2013 Tabor Medal and Prize

Professor Peter Beton, University of Nottingham. For pioneering work on molecular organisation and manipulation on surfaces, particularly in relation to molecular rolling, the formation of nanoporous templates and entropically stabilised molecular tilings.

Beton is distinguished for research into the organisation and manipulation of molecules on surfaces. He has used scanning tunnelling microscopy to study the adsorption of organic molecules, with particular emphasis on the influence of non-covalent interactions such as hydrogen bonding on ordering of molecular arrays. His demonstration, with Nottingham chemists, that a honeycomb lattice can be used as a self-assembled nanoporous template, has greatly influenced the field stimulating studies in laboratories worldwide. Beton extended this work to the formation of hydrogen-bonded templates on graphene grown by chemical vapour deposition and demonstrated the formation of more robust templates stabilised by covalent bonds. These covalent templates provide a new class of two-dimensional polymers which may be considered as graphene analogues.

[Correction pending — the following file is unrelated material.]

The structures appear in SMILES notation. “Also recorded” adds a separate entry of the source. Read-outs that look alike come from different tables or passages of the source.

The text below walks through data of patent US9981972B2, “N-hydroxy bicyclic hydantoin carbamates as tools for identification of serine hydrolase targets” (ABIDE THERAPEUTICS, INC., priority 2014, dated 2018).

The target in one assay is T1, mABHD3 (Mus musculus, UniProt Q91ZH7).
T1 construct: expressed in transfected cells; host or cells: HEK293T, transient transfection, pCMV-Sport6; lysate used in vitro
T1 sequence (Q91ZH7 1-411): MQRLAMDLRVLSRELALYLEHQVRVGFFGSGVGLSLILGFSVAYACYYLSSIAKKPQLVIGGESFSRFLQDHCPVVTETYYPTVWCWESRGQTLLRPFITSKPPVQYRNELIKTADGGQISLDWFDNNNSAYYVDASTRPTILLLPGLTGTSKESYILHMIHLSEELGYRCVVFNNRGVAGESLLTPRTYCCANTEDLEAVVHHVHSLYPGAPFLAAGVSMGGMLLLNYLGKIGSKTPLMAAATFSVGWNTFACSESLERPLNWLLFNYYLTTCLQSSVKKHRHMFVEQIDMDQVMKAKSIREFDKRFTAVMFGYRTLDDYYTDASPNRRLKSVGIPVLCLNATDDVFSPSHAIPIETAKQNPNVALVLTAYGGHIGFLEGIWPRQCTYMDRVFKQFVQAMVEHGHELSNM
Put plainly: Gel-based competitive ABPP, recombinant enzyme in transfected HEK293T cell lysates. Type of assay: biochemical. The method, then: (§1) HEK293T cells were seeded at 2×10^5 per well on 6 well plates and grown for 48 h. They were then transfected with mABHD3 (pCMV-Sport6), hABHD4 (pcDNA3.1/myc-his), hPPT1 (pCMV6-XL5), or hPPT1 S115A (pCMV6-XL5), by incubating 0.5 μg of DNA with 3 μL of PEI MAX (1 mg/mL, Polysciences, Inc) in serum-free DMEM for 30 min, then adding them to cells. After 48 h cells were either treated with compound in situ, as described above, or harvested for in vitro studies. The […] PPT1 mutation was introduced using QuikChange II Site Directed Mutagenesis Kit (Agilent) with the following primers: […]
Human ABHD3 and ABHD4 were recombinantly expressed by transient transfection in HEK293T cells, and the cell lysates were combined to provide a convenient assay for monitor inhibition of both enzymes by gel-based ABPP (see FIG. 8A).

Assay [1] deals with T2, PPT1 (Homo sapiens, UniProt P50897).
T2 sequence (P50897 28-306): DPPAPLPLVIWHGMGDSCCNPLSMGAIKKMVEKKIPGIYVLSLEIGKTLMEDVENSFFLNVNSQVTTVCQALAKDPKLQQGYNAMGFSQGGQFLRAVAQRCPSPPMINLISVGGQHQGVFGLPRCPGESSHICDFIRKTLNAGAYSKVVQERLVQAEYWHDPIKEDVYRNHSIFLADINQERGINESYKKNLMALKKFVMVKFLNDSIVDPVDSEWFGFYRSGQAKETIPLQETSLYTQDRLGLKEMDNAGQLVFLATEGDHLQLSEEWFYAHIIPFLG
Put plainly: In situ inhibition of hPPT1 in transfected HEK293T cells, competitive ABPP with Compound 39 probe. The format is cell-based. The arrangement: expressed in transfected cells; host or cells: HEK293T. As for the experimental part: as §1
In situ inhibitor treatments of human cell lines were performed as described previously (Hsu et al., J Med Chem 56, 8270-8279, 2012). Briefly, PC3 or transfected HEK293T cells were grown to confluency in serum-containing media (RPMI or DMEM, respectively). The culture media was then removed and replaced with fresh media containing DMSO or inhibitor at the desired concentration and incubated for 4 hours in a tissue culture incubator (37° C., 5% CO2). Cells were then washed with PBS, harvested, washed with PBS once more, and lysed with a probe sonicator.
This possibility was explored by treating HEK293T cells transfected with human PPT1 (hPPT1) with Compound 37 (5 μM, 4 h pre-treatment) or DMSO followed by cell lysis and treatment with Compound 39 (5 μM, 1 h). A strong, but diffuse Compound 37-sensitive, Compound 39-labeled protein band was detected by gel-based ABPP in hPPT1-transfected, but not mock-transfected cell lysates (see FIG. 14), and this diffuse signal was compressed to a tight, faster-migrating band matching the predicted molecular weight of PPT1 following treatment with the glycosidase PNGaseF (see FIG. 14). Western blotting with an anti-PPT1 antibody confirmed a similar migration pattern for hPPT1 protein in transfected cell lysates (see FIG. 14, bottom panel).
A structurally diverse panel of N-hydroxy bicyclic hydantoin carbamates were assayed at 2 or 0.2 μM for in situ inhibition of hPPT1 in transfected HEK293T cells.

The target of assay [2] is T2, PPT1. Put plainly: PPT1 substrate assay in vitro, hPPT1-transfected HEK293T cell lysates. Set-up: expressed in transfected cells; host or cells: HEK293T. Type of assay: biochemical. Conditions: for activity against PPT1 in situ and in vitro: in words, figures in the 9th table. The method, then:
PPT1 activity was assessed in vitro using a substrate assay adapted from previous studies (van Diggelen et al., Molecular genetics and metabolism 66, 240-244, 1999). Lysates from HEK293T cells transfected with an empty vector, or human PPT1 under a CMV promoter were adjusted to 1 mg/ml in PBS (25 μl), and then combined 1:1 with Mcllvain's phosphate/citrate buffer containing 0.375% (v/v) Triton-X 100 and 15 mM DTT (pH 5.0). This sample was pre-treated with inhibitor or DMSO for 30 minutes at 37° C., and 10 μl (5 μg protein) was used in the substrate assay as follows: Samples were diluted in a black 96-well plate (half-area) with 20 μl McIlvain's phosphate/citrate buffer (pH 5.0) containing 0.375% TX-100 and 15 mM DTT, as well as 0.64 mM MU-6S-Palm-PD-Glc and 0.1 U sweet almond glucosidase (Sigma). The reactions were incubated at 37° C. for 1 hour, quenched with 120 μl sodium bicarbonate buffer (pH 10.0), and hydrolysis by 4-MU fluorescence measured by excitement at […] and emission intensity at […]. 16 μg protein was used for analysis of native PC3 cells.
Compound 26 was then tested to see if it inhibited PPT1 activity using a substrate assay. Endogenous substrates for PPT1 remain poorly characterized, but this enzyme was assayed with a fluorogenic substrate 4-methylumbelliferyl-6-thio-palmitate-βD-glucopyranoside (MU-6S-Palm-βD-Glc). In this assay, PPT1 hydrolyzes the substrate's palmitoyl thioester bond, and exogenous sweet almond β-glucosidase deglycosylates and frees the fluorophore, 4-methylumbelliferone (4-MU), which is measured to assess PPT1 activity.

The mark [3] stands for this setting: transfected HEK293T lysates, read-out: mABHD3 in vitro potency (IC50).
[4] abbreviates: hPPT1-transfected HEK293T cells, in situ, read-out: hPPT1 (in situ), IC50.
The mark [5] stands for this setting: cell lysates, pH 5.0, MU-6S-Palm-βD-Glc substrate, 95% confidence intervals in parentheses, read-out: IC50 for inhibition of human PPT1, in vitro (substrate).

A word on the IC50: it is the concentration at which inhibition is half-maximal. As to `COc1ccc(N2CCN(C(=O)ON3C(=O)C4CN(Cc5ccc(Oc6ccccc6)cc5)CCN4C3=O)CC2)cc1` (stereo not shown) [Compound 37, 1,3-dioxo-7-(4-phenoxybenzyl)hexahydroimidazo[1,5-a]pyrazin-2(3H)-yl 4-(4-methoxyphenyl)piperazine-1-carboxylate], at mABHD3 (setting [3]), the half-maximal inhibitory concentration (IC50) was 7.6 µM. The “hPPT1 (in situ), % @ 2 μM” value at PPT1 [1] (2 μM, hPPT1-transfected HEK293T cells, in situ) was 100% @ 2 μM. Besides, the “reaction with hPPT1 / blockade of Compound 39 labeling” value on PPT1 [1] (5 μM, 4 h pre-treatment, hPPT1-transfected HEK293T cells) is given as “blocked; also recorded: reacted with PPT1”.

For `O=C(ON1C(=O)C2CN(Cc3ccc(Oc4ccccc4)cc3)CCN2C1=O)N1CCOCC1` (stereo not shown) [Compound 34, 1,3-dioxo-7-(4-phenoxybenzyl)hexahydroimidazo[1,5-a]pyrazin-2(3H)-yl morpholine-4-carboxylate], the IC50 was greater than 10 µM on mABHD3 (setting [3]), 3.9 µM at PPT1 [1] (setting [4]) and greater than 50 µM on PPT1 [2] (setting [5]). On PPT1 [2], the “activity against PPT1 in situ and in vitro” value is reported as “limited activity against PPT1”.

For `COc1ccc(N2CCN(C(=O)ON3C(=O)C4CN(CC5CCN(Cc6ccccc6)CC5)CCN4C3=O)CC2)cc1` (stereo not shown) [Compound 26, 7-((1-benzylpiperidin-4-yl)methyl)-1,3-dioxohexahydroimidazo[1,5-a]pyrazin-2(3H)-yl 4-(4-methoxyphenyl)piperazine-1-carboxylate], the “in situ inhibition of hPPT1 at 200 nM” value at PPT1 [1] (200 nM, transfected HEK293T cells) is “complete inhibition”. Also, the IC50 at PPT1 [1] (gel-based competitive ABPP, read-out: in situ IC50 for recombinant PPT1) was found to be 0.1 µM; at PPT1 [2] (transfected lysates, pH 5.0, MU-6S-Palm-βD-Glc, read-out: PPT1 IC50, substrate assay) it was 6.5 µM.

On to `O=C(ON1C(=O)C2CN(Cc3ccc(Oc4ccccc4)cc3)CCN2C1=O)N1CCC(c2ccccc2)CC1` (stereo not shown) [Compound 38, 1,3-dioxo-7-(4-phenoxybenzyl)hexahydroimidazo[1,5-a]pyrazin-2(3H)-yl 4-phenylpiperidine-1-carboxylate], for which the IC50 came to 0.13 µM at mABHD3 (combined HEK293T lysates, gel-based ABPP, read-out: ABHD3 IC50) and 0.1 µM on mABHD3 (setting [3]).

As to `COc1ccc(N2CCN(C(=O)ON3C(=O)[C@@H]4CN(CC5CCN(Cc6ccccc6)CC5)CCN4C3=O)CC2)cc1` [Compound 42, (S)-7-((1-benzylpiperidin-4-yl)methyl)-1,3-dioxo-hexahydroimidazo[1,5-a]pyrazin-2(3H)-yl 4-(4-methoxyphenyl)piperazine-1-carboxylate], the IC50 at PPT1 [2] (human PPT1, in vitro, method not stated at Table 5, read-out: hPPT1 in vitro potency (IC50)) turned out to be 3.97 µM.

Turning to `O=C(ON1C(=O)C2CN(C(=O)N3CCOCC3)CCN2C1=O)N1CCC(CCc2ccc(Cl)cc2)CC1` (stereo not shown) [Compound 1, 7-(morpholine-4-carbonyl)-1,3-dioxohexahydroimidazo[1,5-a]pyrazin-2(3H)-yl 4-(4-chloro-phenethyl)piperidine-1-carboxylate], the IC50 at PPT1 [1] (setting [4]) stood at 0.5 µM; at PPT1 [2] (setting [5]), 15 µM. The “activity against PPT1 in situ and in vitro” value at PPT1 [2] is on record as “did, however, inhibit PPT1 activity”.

Beton pioneered the use of two-dimensional nanoscale molecular arrays to study disordered systems and glasses. A key result was identifying a molecular array which can be mapped onto a random rhombus tiling, realising experimentally a system which had been studied theoretically for over 40 years, providing an example of entropically-stabilised structures. This system has now been used to template the reversible growth of a multilayer self-assembled system. In a recent collaboration with Oxford chemists the lengths, flexibility and stacking of cyclic porphyrin polymers has been studied, demonstrating a link between supramolecular organisation and mechanical stiffening.

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